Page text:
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Insights EDU

Surviving COVID-19 as an LBE Company

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Kevin Williams | KWP Limited | Founder

10 Apr 2020 | 5 min read

The following is an extract from Kevin Williams in our COVID-19 Board Report. Over the last two months, we have spoken extensively to industry to identify and overcome the new challenges in light of COVID-19. We have identified LBE as an area of particular risk, and hence are looking to provide clarity and stability for those in sector through free guidance and advice.

The full report is available below, entirely for free.

Free download: COVID-19 XR Support Guide

The complete Academy COVID-19 resource built under the guidance of the Academy Steering Board. Complete with financial support, hygiene guidance, and all our top tips for navigating this difficult period. 

Kevin Williams, KWP on the Impact of COVID-19

The consequences of the Global Health Crisis on the Out-of-Home entertainment industry has been all embracing, once the public health emergency saw, first voluntary and then, nationwide closures of all entertainment, hospitality and non-essential businesses. Our consultancy has had to provide advice and direction to clients in the Location-Entertainment Center (LBE) scene, faced with a lockdown of undetermined length. All entertainment operations (from the largest to the smallest), have had to take stock. And we have been collecting examples of other “Black Swan” events, and their impact on the amusement, theme park and attraction industry. Also working to gather information on the first venues to emerge from the shutdown. 

The entertainment industry has seen the first openings of park and location-based entertainment sites in Beijing and Shanghai in recent weeks. Originally the first sector hit hardest, their considerable lockdown has started to see the raising of some restrictions with the first entertainment sites opening. These venues have not re-started as previously, but have now entered a new “normal”, with the increase in sanitization areas, and government guidelines towards the numbers of guests that can gather at one time. Based on these experiences, the Western market, once we come out of Social Distancing, is expected to be undertaken in phases towards achieving [some kind of] normality. At the same time the unique VR experiences available form LBE VR will see an influx of investment and issues.  

For LBE, in this new environment, it will be a difficult dancing act between customer needs and governmental advisories, particular to each location. In the short-term, the need will be to emerge from lockdown, which will be more than just cleaning premises and re-training staff; but will see the continued correct approach to the operation of immersive VR headsets in public-space. The industry has been working towards a professional and appropriate cleaning and operation process – and it is expected that this will expand towards guest’s hygiene across all aspects of social entertainment environments. A process that will be repeated throughout all kinds of LBE, be it amusement, theme park, cinema or VR arcade based.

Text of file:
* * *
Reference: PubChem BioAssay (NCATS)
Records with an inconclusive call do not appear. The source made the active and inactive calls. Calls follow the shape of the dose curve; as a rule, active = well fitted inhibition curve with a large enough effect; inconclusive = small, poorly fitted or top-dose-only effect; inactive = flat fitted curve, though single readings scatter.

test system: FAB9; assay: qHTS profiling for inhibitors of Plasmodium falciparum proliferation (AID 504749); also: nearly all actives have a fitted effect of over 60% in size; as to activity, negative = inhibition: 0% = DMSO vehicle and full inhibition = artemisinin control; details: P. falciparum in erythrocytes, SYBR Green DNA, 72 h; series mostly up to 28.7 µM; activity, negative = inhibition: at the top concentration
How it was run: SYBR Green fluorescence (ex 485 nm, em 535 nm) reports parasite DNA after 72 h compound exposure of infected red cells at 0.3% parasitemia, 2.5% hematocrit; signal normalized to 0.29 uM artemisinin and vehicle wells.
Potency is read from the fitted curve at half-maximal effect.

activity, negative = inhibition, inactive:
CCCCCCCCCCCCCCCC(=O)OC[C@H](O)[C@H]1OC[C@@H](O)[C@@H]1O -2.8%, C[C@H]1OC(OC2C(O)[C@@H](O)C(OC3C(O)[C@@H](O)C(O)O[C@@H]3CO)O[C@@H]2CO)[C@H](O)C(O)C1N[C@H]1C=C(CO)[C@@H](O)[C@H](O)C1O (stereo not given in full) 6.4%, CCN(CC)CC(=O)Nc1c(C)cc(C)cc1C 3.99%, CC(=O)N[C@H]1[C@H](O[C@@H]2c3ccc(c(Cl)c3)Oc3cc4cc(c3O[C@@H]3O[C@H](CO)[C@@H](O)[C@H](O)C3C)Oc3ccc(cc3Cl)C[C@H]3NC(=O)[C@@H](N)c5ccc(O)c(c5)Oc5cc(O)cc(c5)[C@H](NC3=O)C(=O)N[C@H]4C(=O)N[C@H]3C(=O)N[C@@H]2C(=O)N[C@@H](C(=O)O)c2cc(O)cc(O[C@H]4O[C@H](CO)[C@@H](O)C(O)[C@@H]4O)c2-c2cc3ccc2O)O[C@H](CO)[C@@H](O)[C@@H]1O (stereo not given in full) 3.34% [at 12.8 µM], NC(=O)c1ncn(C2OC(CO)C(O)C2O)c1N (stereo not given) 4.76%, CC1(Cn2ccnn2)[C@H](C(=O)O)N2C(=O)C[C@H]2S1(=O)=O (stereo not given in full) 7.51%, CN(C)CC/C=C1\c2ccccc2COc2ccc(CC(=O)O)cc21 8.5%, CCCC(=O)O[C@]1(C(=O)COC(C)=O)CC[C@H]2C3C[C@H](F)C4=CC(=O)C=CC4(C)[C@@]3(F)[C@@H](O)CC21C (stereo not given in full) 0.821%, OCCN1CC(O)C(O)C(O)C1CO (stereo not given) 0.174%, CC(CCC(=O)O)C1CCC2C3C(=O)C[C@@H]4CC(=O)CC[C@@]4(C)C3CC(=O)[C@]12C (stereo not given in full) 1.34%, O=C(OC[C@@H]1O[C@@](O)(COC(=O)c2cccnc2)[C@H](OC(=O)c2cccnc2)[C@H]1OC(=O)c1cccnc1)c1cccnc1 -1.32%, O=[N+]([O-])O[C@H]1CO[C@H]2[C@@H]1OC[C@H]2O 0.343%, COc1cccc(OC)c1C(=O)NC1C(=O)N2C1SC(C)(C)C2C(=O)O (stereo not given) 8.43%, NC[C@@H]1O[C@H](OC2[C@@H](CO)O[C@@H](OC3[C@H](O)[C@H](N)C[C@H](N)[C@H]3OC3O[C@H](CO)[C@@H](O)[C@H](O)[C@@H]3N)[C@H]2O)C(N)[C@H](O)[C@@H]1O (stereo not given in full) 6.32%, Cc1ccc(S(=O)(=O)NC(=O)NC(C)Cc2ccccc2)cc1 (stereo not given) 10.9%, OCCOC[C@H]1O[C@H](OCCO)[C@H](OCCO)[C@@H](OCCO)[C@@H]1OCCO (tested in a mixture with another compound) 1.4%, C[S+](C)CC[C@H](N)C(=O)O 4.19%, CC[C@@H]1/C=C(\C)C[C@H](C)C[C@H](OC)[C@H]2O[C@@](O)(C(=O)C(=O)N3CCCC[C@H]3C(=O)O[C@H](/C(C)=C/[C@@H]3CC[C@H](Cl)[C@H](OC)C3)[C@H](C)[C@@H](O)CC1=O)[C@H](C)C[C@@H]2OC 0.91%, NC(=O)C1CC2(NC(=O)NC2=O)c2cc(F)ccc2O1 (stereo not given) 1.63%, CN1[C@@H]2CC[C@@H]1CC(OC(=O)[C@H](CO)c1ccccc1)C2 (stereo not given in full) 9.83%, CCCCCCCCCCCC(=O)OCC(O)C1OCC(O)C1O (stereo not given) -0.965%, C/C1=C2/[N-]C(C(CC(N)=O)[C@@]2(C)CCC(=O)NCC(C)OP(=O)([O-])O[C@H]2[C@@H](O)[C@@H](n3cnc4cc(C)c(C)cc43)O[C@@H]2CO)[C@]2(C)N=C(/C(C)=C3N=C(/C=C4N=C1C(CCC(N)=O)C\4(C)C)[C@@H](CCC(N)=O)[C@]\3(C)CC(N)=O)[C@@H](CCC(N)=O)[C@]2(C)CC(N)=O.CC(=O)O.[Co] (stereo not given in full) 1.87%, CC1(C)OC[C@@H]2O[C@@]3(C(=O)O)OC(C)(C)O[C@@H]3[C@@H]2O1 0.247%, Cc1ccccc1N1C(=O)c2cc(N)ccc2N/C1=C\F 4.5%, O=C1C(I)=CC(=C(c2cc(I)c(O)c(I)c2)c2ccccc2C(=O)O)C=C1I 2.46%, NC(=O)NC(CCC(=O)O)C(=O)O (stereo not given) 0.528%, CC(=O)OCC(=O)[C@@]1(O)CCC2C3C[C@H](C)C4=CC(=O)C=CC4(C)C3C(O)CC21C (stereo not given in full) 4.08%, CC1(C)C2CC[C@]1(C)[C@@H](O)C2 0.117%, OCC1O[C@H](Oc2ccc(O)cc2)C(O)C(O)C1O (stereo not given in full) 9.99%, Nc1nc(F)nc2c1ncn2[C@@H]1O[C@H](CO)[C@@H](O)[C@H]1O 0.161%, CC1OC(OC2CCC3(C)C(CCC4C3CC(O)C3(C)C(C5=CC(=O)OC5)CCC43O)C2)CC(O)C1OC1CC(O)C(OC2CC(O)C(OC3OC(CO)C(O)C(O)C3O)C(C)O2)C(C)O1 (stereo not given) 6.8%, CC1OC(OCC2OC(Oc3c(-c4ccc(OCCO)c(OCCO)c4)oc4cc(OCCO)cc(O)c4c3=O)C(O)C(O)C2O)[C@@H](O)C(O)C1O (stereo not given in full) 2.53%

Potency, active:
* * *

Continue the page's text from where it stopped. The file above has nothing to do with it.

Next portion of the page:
Over the last few years, the landscape of LBE VR has grown into a varied and compelling range of platforms, comprising new developments such as “Virtual Ride Simulators”, “VR Amusement”, “Self-service VR Kiosks”, “VR Enclosures”, “VR Escape Games”, and “Arena Scale VR”, just to name the main platforms. The growth in multi-player free-roaming experiences has also seen serious investment, leading up to the crisis that will not be diminished. But there are other new examples of immersive technology that have had to delay their launch due to the Global crisis, and a number of these new concepts, and new game content, will be looking to burst onto the market after the dropping of restrictions.    

The close-knit nature of the LBE VR scene has seen the sharing of information and advice amongst the thousands of independent and franchise operations. The trade associations supporting the entertainment and attraction sector have also thrown open their resources including White Papers on best practice, and the available business financial support that can aid their return to operation. We have seen commercial content distributors pausing license fees, as well as other companies deferring payment on support and warranty on VR attractions. Developers of service and support elements for operating VR hardware have been deploying UV-C light systems to decontaminate hardware, long before this crisis, and have been developing new approaches. 

The long-term aspects of the LBE VR industry will be marked by how well the sector manages their return to full operation. It is obvious that the financial burden of months of lockdown will severely impact many, and the vulnerability for some operations will be seen by an expected spate of closures, acquisitions and mergers. But the audience that will also be exiting their enforced isolation, will be emerging with a hunger for escapism to cure their “cabin fever”. And as always, the VR Out-of-Home entertainment industry is a unique conduit to let off steam, and once again enjoy immersive social entertainment.

Free download: COVID-19 XR Support Guide

The complete Academy COVID-19 resource built under the guidance of the Academy Steering Board. Complete with financial support, hygiene guidance, and all our top tips for navigating this difficult period. 

About the author:

Kevin Williams is founder and director of the out-of-home leisure entertainment consultancy KWP Ltd, an interactive entertainment consultancy focusing on the development, research and application in the sector. He is also co-author of the leading publication on the sector (The Out-of-Home Entertainment Frontier).

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